This application is a continuation-in-part of U.S. patent application Ser. No. 10/003,951, entitled “EMULATION COMPONENTS AND SYSTEM INCLUDING DISTRIBUTED ROUTING AND CONFIGURATION OF EMULATION,” filed on Oct. 30, 2001 now U.S. Pat. No. 7,035,787.

FIELD OF THE INVENTION

The present invention relates to the field of emulation. More specifically, the present invention relates to distributively configuring emulation components using local data processing resources.

BACKGROUND OF THE INVENTION

First generation emulation systems were typically formed using general purpose field programmable gate arrays (FPGAs) without integrated debugging facilities. To emulate a circuit design on one of such emulation systems, the circuit design would be “realized” by compiling a formal description of the circuit design, partitioning the circuit design into subsets, mapping the various subsets to the logic elements (LEs) of the FPGAs of various logic boards of the emulation system, and then configuring and interconnecting the LEs. The partitioning and mapping operations would be typically performed on workstations that were part of or complementary to the emulation systems, while the configuration information would be correspondingly downloaded onto the logic boards hosting the FPGAs, and then onto the FPGAs themselves.

With advances in integrated circuit and emulation technology, later emulation systems employed special custom-designed FPGAs specifically for emulation purposes. These special FPGAs typically would include a substantial number of resources such as on-chip reconfigurable logic elements, interconnects, memory, and debugging resources. As the advances continued, more of these resources were packed into each FPGA. As a result, more control signals had to be transferred onto each logic board (for transfer into the FPGAs) to configure the FPGAs. Thus, the amount of configuration data that needed to be transferred from the compile workstation to configure the emulation resources has continued to increase. Likewise, more information about the states of the logic elements needed to be transferred out of the FPGAs and logic boards to facilitate analysis, leading to bottlenecks, in particular at the logic boards, preventing efficient operation of the emulation systems.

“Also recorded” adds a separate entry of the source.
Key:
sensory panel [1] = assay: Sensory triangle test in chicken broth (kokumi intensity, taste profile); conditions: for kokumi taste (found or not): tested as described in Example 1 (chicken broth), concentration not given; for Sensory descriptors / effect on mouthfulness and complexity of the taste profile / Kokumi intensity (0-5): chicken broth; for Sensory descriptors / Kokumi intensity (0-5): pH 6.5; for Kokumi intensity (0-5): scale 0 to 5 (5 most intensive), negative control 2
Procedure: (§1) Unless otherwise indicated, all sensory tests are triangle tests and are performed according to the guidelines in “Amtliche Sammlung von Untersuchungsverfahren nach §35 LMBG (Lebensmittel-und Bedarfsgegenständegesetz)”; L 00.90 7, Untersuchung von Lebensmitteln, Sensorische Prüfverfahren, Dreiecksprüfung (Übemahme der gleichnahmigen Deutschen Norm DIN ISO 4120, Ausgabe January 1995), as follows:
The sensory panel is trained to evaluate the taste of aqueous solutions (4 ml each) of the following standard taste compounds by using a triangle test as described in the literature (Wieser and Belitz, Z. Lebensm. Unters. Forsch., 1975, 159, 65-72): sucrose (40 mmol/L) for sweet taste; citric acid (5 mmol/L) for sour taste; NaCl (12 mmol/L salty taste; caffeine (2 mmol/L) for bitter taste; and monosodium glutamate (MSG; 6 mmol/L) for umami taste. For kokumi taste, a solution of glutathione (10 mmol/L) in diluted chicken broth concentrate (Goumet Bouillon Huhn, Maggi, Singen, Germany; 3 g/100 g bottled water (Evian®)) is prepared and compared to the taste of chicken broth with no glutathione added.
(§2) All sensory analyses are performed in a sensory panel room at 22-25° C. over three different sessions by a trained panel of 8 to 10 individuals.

For at least these reasons, an improved configuration technique and approach to forming and operating emulation systems is desired.

SUMMARY

According to at least one aspect of the present invention, data processing resources may be distributed in an emulation system so as to locally and correspondingly generate configuration signals, responsive to configuration commands received by the data processing resources, to configure selected ones of reconfigurable logic resources of corresponding collections of reconfigurable logic resources. In one embodiment, distributed data processing resources receive configuration commands transmitted from a workstation executing electronic design automation (EDA) software.

In accordance with a first aspect, an emulation logic board features at least one emulation integrated circuit (IC) having reconfigurable logic resources and on-board processing resources, in communication with the at least one emulation IC, operable to configure the emulation IC.

In accordance with a second aspect, in an emulation logic board featuring at least one emulation integrated circuit (IC) and on-board processing resources, a method of configuring the emulation logic board features the steps of receiving, by the on-board processing resources, a command for configuring the logic board, and configuring the emulation IC in accordance with the command received by the on-board processing resources.

In accordance with another aspect, an emulation system features a workstation having electronic design automation (EDA) software to partition an integrated circuit (IC) design into a plurality of partitions, and at least one emulation logic board, in communication with the workstation, featuring at least one emulation IC, and on-board processing resources, in communication with the emulation IC and operable to configure the emulation IC in response to commands from the EDA software of the workstation.